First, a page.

Myrtle Beach, SC

Why Buy a Timeshare? The Best Are Like a 2nd Home, a Boat — or the Poshest Country Clubs

Joseph Serwach

The 10 best reasons to buy a timeshare as Hilton Grand Vacations buys Diamond Resorts International

https://img.particlenews.com/image.php?url=1dZ4Pq_0YzqAVtF00Hilton Grand Vacation's Ocean Enclave became the tallest building in Myrtle Beach, South Carolina, when it opened in 2019. Photo by Joseph Serwach.

MYRTLE BEACH, S.C.  —  Why buy a timeshare? It’s like buying a beach condo, cottage, cabin, or boat — a personal place of escape, a second home.

The new Hilton Grand Vacations agreement to buy Diamond Resorts International for $1.4 billion could be a game-changer for the industry, creating a well-known global brand with 154 resorts and 720,000 property owners.

“Diamond’s extensive regional, drive-to network of resorts and expanded demographics uniquely complement HGV’s best-in-class lead generation, world-class hospitality, and premier destinations backed by the strength of the Hilton brand,” said HGV President Mark Wang.

When Americans can more easily “drive to” nearby timeshare “second homes,” will leisure trips grow? HGV estimates the merger creating a new industry-leading-brand will give members a 140 percent jump in “drive to” resorts.

The top 10 reasons to buy a timeshare

Thirty years after first covering lodging, hospitality, and tourism for the Myrtle Beach Sun News (and later for Arthur Andersen), I’ve heard every pro/con argument (including the daily “timeshare exit” ads that now saturate us on cable TV).

There were many downsides when timeshares first began in the 1970s, and it’s not hard to find people who don’t like a marketing pitch they heard (we’ve personally sat through 10 pitches) or some deal they shouldn’t have gotten into. We decided to buy one anyway — in 2019. Here are the top 10 best main arguments:

10. Like gym memberships, timeshares force you to do something good for your health and wellbeing

https://img.particlenews.com/image.php?url=0waXFh_0YzqAVtF00Even the smallest Ocean Enclave units sleep four. Photo by Joseph Serwach.

If you pay for a gym or health club membership and use it regularly, it’s a bargain.

If you never go to the gym after investing in the cost of long-term club membership, then you threw your money away.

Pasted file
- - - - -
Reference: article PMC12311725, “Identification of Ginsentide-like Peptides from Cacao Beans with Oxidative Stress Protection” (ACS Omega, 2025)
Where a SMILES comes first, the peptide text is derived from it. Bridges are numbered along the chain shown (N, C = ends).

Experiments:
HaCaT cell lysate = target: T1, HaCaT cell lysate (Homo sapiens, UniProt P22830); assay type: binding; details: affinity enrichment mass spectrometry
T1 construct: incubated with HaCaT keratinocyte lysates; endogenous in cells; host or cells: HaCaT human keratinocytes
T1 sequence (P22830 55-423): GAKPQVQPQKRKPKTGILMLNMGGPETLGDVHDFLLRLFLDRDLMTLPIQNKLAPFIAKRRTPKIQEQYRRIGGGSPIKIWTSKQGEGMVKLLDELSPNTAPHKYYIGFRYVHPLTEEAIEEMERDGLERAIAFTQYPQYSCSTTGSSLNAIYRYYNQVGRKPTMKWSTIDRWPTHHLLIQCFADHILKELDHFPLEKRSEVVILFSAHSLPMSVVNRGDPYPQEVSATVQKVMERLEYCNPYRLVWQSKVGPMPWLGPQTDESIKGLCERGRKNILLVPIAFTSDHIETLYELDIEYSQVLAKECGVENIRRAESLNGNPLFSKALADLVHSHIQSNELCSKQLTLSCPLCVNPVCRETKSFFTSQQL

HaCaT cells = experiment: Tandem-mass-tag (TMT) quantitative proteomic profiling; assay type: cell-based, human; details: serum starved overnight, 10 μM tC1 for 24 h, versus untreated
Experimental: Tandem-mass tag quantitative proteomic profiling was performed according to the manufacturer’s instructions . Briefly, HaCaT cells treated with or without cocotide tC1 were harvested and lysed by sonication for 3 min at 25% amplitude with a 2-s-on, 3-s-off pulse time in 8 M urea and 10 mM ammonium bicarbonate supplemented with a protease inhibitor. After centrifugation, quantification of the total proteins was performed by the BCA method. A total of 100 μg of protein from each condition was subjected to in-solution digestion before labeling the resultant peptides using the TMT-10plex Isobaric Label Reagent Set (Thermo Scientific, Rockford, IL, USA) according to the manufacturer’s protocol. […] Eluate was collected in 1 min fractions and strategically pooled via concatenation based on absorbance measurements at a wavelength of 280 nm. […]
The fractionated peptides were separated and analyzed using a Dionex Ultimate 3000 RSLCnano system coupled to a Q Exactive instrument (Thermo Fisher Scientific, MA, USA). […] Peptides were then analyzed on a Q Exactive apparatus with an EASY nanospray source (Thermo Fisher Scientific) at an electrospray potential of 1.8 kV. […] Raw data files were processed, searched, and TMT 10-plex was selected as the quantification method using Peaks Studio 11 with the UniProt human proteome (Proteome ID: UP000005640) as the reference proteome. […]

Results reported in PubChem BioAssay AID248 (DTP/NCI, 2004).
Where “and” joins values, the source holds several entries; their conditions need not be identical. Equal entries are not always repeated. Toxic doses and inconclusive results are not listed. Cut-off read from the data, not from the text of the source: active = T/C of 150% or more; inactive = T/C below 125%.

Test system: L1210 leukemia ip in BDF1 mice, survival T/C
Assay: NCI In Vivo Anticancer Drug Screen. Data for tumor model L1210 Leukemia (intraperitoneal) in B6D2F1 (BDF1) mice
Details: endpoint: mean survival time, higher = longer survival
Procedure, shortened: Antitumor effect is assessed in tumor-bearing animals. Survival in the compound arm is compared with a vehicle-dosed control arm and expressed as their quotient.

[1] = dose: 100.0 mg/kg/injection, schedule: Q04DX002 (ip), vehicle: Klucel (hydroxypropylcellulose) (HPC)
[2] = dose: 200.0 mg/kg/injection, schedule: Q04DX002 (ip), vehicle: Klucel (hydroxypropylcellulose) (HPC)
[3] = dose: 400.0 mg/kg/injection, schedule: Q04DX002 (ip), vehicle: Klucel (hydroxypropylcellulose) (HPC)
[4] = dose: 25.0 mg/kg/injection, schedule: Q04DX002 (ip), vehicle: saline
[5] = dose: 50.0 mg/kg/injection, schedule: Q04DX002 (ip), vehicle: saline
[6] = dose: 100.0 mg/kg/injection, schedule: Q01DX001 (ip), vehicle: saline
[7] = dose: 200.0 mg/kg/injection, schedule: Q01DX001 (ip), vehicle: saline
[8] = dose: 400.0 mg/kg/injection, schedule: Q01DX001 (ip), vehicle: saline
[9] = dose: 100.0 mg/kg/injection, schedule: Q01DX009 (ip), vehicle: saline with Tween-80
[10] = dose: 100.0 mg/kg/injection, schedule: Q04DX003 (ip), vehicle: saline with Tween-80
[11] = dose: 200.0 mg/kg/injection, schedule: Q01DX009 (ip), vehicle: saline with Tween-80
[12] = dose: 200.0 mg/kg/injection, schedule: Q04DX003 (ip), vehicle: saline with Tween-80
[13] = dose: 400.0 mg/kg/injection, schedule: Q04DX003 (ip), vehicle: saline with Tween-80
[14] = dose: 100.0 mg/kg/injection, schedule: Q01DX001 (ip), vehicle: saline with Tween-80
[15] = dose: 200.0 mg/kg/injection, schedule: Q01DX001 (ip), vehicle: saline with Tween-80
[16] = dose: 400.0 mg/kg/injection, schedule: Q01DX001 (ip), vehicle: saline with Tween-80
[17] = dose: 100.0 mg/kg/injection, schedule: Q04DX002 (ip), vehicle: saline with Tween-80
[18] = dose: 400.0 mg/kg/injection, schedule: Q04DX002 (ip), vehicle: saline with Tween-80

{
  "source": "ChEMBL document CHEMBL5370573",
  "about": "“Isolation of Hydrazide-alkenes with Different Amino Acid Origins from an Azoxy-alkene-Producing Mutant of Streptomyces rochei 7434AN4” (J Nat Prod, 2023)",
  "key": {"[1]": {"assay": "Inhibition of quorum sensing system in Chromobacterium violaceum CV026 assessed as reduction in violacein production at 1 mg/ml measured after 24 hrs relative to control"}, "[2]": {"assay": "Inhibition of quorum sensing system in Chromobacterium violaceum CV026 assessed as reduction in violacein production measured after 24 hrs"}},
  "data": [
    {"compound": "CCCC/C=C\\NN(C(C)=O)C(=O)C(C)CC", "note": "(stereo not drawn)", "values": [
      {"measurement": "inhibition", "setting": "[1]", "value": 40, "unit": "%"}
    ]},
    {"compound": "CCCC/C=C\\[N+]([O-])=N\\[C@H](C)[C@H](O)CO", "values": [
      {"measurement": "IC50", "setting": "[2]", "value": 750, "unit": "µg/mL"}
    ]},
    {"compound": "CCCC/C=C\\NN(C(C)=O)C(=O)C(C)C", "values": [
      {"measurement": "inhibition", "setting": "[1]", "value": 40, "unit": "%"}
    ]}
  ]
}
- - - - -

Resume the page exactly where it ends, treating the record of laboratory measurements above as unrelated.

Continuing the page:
Gyms (like timeshares) have both extremes: club members who “go all the time” and people who thought they’d go (when they made the purchase), and they never did because other life priorities got in their way. Use it — or lose your money and feel like a fool.

The true gift of timeshares and gym memberships? The bills are a reminder you really need to make a commitment and go to your place. If you really can’t use your points at some point? Timeshares (unlike gym memberships) actually allow you to send guests or friends in your place or even sell the points.

9. It’s way cheaper than a second home, cottage, or condo

The average timeshare cost $22,180 in 2018, comparable to (or less than) your best deal on a low-cost car. That’s far less than the average $40,000 Americans paid for all new vehicles in 2020.

Both timeshares and cars are a fraction of the price of even the most modest cabin, cottage, condo, or beach house. Even if you plan to buy a second home and “rent it out” most of the year, Bankrate.com estimates the “true costs of a second home” shock and surprise many.

Lakefront cottages used to be far more affordable (my Grandpa Joe had a lakefront cottage and boat from the 1940s until he died in 1990). Second homes were “the dream” for years. A timeshare is a more achievable way to replicate that “second home dream.”

8. The longer you own, the more you save…

https://img.particlenews.com/image.php?url=1RE5er_0YzqAVtF00Our three-bedroom unit included this view. Photo by Joseph Serwach.

The ownership vs. “only rent a room when you want to travel” argument is similar to the debate over whether it’s best to buy or lease a vehicle or residence.

Short-term, renters save money and maximize their flexibility (and they can grab last-minute deals).

Long-term, the advantages shift to property owners. The principle holds whether it’s a car, a house, or a vacation home: paying down a property loan isn’t fun, but once the principal is paid off, the savings compound the longer you own (and use) your property.

7. “Welcome home” rather than a nomad going to hotels

“Welcome home!” staffers say when they see us walking in (owners and hotel guests tend to have different colored bracelets). Our units have full kitchens with everything we need to cook (though we still wind up going out to eat) so we can live like we are home.